She huddled in the corner of her seat and clutched the tattered photograph to her chest. Not wanting to let go of the last memory she had of them, she ignored the tears that flowed down her cheeks. She didn’t care that her makeup was ruined. All she focused on was the photo. Not even the smell of vomit coming from the front of the bus could bring her thoughts back to reality.
The vinyl of the seat stuck to her legs and the glass of the window sent waves of cold through her arm that she ignored. She didn’t move a muscle when a woman carrying a child came and sat beside her. In fact, all the appearance of the woman seemed to do was make the tears flow faster.
She pushed a sob down and fought to keep it from rising again. The little boy sitting on his mothers’ knee looked like her little Joshy. With his perfectly brushed hair, blue eyes like the ocean and red fire engine shirt, she wanted to scoop him up, hold him close and call him Joshy. She wanted to take him back to the little cottage by the beach, make him pancakes and watch him frolicking in the yard with his little black puppy he simply called pup.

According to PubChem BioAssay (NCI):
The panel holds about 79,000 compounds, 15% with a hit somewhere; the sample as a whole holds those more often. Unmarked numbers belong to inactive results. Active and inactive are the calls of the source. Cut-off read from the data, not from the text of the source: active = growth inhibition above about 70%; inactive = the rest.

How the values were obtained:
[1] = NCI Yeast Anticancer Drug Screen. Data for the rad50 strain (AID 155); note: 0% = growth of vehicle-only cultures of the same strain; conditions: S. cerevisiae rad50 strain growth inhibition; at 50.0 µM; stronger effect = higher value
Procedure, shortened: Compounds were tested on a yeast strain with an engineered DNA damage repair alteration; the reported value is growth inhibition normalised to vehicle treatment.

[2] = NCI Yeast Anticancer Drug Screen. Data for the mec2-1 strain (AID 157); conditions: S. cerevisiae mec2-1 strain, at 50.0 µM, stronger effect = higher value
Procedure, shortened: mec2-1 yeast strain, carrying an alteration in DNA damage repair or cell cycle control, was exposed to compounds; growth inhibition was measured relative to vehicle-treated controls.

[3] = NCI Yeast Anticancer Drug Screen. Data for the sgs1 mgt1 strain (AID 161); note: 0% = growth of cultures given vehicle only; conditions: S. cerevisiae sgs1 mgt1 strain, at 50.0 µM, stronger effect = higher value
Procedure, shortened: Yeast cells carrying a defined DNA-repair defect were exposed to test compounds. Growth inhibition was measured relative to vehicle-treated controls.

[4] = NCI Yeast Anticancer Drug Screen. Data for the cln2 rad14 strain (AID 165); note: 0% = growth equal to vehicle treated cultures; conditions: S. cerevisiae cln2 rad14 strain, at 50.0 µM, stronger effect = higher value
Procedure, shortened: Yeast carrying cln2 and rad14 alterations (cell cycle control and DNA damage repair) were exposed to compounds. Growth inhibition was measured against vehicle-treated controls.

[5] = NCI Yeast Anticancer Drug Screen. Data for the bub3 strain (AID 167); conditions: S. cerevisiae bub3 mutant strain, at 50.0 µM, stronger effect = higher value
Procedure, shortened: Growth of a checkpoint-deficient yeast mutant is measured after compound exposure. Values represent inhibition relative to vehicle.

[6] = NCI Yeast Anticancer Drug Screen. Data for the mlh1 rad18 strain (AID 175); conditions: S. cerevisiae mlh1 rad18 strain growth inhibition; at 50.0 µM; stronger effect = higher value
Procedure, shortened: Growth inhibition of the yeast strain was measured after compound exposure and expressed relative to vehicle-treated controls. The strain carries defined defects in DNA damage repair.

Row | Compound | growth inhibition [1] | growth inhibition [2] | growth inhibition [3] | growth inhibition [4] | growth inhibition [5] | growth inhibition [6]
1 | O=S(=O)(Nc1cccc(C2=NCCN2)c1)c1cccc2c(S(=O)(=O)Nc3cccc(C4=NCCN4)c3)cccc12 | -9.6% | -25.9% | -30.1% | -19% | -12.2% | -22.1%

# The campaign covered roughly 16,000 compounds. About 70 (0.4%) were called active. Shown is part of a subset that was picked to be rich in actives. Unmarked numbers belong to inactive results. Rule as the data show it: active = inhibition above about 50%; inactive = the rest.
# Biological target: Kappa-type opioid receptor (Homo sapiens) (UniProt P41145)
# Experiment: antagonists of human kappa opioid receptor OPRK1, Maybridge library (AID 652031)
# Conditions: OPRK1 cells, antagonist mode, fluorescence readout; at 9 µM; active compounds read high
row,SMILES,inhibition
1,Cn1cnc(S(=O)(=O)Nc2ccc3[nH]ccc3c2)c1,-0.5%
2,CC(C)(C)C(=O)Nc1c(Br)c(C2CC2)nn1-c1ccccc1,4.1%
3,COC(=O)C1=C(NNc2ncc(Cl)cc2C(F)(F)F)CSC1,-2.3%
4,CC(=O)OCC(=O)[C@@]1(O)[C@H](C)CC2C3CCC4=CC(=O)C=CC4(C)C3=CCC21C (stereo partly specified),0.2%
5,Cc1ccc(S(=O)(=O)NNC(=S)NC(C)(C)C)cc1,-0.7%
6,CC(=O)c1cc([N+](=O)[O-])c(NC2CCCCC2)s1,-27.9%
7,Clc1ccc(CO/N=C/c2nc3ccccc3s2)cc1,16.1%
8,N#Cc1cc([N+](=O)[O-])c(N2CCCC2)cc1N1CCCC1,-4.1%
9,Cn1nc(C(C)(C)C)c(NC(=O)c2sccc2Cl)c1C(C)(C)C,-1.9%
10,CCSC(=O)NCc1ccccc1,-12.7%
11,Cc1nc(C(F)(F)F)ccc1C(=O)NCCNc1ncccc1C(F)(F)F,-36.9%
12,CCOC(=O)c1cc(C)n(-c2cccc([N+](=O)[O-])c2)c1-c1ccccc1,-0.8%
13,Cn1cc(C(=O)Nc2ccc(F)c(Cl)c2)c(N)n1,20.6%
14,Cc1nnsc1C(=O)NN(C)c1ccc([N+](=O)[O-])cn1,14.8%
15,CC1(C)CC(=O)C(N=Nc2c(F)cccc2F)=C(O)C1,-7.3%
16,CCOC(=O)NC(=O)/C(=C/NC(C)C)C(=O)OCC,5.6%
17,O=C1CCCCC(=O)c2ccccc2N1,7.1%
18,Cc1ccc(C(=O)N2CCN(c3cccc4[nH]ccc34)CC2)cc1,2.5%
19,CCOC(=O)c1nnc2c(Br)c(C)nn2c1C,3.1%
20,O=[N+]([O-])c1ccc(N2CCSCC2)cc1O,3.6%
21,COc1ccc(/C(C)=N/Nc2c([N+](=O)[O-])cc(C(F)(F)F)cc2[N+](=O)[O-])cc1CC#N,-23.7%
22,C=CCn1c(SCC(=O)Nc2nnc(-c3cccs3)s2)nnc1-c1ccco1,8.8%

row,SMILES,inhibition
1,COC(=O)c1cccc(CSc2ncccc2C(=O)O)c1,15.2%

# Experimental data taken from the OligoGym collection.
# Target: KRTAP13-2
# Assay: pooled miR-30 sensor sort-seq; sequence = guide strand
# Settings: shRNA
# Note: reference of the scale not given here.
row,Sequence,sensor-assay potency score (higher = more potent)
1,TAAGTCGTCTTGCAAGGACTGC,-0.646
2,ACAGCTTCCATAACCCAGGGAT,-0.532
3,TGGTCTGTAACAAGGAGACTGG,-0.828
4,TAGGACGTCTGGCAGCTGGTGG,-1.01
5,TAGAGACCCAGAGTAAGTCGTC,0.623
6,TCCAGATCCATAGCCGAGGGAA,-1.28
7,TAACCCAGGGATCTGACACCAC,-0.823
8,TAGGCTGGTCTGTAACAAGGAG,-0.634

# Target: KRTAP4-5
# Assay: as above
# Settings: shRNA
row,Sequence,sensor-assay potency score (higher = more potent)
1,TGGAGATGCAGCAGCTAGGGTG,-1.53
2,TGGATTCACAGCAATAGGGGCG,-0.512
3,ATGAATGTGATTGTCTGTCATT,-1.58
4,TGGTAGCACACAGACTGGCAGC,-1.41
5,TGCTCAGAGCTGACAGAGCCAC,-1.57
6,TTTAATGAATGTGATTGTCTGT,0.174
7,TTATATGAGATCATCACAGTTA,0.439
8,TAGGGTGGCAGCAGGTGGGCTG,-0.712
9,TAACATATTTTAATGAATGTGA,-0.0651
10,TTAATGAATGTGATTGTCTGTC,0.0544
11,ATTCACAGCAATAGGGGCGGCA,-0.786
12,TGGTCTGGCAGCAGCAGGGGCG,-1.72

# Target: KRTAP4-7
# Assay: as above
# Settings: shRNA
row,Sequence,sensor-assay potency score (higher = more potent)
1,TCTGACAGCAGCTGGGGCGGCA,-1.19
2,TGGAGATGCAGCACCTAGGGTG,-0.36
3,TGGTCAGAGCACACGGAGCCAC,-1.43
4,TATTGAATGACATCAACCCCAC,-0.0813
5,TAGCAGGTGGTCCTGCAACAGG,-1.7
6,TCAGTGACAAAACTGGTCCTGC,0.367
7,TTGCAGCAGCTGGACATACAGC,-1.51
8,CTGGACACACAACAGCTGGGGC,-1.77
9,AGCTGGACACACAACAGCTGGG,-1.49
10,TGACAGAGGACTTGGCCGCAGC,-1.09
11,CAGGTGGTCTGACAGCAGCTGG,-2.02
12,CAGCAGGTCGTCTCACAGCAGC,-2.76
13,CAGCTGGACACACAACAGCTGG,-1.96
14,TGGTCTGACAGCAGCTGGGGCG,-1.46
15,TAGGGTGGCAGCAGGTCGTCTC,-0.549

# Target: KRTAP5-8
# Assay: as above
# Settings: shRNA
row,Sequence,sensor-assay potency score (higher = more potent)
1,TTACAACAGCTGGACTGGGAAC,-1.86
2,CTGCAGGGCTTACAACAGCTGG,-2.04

She had been on this bus for ten hours already. Only another two more hours and she’d be free.
She brought the photo to eye level and stared through teary eyes at the little boy she had called her son for four happy, beautiful years and the man who stole her heart at the age of eighteen.
They had met at a party. In a crowded room where bodies pressed against each other, music thumped through unseen speakers and smells of alcohol, sex and vomit mingled to form a putrid stench which had her stomach doing cartwheels. She didn’t even want to be at the party, but was forced to come by her best friend Sadie.
She wouldn’t let those memories trouble her now, she would focus on starting her new life, in a new town alone. She would remember her little Joshy, and the one who stole her heart.